In Defence of Ockhamism

Philosophia 40 (3):617-631 (2012)
Sven Rosenkranz
Universitat de Barcelona
Ockhamism implies that future contingents may be true, their historical contingency notwithstanding. It is thus opposed to both the Peircean view according to which all future contingents are false, and Supervaluationist Indeterminism according to which all future contingents are neither true nor false. The paper seeks to defend Ockhamism against two charges: the charge that it cannot meet the requirement that truths be grounded in reality, and the charge that it proves incompatible with objective indeterminism about the future. In each case, the defence draws on the idea that certain truths are truths only courtesy of others and of what makes the latter true. After introduction of the Ockhamist view, its competitors and implications, a suitable definition of grounded truth is being devised that both is faithful to the spirit of the grounding-requirement and allows the Ockhamist to heed that requirement quite comfortably. Then two senses in which the future might be open are being introduced, indeterminacy as failure of predetermination by past and present facts, and indeterminacy as failure of entailment by past and present truths. It is argued that while openness in the former sense, but not in the latter sense, coheres with the Ockhamist view, it is only openness in the former sense that matters for objective indeterminism.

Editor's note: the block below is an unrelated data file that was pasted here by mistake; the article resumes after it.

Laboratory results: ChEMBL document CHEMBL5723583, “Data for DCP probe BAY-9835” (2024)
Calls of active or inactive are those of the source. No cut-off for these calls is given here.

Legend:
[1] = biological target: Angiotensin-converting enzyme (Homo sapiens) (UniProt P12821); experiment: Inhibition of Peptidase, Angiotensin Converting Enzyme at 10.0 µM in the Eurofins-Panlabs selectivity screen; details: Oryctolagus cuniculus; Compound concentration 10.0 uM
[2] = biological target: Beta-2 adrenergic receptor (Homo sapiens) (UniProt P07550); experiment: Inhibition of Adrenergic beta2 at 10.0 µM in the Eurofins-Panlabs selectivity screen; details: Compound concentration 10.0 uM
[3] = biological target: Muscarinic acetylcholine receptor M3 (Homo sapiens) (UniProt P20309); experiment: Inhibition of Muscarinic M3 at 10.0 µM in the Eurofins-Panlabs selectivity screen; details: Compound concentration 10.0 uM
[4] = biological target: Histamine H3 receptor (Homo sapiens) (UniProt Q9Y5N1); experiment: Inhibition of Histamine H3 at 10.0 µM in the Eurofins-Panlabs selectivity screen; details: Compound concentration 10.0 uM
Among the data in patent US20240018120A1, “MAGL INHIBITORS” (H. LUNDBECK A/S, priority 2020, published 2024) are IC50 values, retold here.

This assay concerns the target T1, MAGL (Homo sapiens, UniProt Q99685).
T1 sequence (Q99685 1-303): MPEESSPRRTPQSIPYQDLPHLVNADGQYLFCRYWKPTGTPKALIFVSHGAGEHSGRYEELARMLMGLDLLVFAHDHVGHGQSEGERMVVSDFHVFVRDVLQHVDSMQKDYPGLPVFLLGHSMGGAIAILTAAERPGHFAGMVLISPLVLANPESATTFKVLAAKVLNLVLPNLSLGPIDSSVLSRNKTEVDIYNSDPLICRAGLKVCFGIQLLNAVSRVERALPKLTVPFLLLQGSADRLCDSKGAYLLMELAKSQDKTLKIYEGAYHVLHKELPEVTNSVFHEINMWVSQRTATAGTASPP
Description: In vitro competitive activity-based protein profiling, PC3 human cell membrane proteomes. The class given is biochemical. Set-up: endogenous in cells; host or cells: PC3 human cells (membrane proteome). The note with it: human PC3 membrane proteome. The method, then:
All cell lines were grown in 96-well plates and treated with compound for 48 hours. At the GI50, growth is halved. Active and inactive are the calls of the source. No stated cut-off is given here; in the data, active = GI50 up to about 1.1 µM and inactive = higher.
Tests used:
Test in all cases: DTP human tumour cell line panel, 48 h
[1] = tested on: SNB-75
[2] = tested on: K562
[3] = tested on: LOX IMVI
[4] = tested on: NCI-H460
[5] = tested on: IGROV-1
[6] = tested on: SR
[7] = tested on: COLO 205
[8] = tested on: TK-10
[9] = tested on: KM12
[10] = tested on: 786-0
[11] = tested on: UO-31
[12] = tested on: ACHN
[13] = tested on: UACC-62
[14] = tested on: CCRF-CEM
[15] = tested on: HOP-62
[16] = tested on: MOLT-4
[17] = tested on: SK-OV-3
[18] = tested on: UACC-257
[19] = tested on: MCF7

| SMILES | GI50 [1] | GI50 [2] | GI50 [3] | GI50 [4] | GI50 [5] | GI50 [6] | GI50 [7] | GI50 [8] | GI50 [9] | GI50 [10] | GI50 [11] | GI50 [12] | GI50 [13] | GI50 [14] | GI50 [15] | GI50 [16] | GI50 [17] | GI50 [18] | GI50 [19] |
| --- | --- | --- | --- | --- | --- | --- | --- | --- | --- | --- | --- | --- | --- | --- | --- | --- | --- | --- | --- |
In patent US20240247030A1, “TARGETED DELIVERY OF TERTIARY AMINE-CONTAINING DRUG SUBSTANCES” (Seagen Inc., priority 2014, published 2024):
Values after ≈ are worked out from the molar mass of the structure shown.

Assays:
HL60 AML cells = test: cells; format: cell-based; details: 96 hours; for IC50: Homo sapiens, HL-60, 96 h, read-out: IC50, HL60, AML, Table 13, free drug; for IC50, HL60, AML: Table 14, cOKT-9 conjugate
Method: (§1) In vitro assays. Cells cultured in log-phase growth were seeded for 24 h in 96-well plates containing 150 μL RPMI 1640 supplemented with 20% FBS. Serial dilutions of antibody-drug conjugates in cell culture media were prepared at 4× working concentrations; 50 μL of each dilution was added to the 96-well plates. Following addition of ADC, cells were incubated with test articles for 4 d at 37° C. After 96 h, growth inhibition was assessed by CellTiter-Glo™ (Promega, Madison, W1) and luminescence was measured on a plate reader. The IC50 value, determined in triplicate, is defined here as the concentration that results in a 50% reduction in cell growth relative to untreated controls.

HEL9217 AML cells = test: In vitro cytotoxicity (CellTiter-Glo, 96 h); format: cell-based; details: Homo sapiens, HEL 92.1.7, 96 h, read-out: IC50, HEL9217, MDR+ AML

Keywords Time  Open future  Indeterminism  Future contingents  Grounding
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DOI 10.1007/s11406-011-9337-2
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References found in this work BETA

Future Contingents and Relative Truth.John MacFarlane - 2003 - Philosophical Quarterly 53 (212):321–336.
Past, Present and Future.Arthur Prior - 1967 - Clarendon Press.
Truth and the Past.Michael Dummett - 2004 - Columbia University Press.

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Citations of this work BETA

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Specialness and Egalitarianism.Giovanni Merlo - 2013 - Thought: A Journal of Philosophy 2 (2):248-257.

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